My Low Budget Rotting Log Garden (Modified Hugelkultur) Crosspost from /r/permaculture via /r/gardening

My Low Budget Rotting Log Garden (Modified Hugelkultur) Crosspost from /r/permaculture


I have tried various forms of raised garden beds, and have found this one to be the most productive (thus far).

Here, in Florida, the soil quality is sandy and devoid of nutrients. Combined with the scorching heat and heavy insect activity, gardening is a big challenge.

In the past, I resorted to buying compost, as well as trying to build it via composting horse manure and using vermiculture. It required constant work, and involved great frustration, as the soil quickly leached back to its sandy state.

A couple of years ago, I brought home some palm logs to add as decorative elements to my herb garden. Over time, they decomposed, and were devoured by termites and ants. The result was a pile of dark, rich soil.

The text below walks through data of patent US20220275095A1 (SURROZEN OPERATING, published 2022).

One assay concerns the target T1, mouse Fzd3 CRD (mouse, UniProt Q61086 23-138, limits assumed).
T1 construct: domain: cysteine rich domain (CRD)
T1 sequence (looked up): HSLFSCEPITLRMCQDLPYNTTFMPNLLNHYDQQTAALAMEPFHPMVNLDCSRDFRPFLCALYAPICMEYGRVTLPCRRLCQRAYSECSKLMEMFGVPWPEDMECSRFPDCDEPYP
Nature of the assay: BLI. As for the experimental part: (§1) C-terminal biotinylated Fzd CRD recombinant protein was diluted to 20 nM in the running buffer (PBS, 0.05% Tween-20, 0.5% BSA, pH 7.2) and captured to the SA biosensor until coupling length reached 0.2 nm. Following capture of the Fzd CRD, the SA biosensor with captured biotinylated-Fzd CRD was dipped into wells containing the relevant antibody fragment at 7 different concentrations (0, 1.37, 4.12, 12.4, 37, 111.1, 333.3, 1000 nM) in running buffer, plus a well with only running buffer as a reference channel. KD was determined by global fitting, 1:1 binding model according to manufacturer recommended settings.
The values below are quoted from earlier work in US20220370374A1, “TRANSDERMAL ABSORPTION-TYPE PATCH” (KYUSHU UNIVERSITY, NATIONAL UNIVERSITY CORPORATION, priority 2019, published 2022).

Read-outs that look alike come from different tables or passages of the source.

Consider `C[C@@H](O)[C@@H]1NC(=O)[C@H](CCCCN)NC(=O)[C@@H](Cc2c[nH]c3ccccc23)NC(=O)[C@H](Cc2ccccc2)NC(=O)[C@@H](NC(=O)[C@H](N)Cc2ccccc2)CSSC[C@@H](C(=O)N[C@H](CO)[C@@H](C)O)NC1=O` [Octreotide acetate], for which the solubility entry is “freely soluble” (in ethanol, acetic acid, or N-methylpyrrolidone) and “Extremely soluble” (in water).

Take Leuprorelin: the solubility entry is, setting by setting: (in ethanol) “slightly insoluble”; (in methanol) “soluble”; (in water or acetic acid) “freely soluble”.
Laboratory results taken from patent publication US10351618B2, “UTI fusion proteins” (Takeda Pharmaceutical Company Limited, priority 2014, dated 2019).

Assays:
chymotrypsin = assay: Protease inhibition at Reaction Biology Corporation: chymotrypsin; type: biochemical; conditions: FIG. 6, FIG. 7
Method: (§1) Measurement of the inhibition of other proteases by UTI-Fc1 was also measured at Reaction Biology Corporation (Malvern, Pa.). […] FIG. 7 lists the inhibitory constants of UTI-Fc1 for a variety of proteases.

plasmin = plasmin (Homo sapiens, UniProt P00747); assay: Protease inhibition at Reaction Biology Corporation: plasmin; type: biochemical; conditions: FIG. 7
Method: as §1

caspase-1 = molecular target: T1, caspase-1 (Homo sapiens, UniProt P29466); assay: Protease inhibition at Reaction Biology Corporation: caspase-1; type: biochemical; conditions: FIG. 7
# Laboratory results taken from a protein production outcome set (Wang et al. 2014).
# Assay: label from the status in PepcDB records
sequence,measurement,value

I moved and started planning my next garden. My thoughts reverted back to those decomposed palm stumps and I decided to try an experiment, making use of what my neighbors consider "garbage". I set about to harvest what was left by the curb on yard waste pickup day. I found a bonanza of nicely cut palm logs, raked and bagged oak leaves, rotted oak wood, Spanish moss and various plant cuttings. The premise of this is called "Hugelkultur", although I do, occasionally, water mine (which I understand is something you shouldn't have to do).

These, I arranged into a berm and covered with a load of compost from a local company. The cost of the soil for the garden was approximately $75 (although I bought more for other projects, as well), and should be the last; as I'll be able to recycle the compost from this project into the next one.

Each time I clean the chicken coop, I apply the soiled bedding as mulch. I've also added more Spanish moss and pine shavings (cheap livestock bedding) to keep the soil together.

I planted various seeds and cuttings. The results are as depicted. This is the healthiest and most prolific garden that I've ever grown. My biggest challenge is controlling the plants and giving the vines something to support them.

I am looking forward to a great harvest!

Submitted October 11, 2015 at 06:21AM by whatsreallygoingon
via reddit